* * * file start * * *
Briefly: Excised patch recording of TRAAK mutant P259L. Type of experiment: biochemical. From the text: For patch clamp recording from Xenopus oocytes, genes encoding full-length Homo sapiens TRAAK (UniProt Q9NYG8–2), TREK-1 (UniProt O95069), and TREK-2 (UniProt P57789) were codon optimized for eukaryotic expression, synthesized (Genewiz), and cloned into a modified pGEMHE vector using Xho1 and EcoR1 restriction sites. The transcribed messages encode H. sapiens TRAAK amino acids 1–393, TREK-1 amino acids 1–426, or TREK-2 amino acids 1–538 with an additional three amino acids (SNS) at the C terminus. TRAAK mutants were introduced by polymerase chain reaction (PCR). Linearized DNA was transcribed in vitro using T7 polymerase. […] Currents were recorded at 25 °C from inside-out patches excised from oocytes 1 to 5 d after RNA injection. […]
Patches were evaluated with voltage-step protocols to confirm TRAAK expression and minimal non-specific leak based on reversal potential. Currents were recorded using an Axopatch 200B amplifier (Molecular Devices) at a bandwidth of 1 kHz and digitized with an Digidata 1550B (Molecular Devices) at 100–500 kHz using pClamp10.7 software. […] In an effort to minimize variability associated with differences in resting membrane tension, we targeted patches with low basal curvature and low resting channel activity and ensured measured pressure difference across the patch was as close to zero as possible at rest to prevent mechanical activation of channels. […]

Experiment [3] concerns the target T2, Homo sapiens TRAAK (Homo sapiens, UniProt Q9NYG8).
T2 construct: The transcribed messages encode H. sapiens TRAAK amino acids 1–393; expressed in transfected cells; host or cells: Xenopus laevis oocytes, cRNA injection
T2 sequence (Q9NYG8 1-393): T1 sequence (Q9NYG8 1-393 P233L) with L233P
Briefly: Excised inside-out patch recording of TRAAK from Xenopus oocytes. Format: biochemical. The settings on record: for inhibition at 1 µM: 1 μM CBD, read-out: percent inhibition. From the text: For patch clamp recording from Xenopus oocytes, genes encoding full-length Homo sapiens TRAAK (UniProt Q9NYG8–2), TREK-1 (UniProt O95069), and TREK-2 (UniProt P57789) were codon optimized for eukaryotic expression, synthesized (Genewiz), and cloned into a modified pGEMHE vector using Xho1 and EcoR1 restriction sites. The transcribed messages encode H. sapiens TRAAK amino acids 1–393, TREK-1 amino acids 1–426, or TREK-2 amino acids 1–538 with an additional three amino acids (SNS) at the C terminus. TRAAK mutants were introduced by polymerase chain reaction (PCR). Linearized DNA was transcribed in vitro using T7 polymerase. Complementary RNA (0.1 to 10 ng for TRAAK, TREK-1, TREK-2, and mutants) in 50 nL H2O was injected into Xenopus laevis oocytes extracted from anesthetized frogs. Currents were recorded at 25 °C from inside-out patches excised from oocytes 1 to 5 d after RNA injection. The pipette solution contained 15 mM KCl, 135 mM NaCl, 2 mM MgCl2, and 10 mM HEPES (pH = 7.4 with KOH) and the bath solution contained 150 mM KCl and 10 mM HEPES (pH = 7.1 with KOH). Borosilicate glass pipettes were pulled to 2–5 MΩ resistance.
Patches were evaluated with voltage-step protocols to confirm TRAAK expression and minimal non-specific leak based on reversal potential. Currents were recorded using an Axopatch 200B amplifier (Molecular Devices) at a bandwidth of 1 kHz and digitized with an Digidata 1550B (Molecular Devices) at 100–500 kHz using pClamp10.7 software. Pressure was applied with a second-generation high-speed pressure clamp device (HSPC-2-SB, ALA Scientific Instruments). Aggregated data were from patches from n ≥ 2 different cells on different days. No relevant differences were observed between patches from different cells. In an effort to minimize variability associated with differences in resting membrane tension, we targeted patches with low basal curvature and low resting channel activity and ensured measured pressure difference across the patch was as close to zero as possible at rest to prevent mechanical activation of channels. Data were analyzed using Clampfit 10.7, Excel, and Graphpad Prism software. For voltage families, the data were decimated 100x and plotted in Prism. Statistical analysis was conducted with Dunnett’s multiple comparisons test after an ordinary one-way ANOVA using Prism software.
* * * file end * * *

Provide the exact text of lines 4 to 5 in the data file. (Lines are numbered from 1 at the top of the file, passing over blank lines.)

T2 construct: The transcribed messages encode H. sapiens TRAAK amino acids 1–393; expressed in transfected cells; host or cells: Xenopus laevis oocytes, cRNA injection
T2 sequence (Q9NYG8 1-393): T1 sequence (Q9NYG8 1-393 P233L) with L233P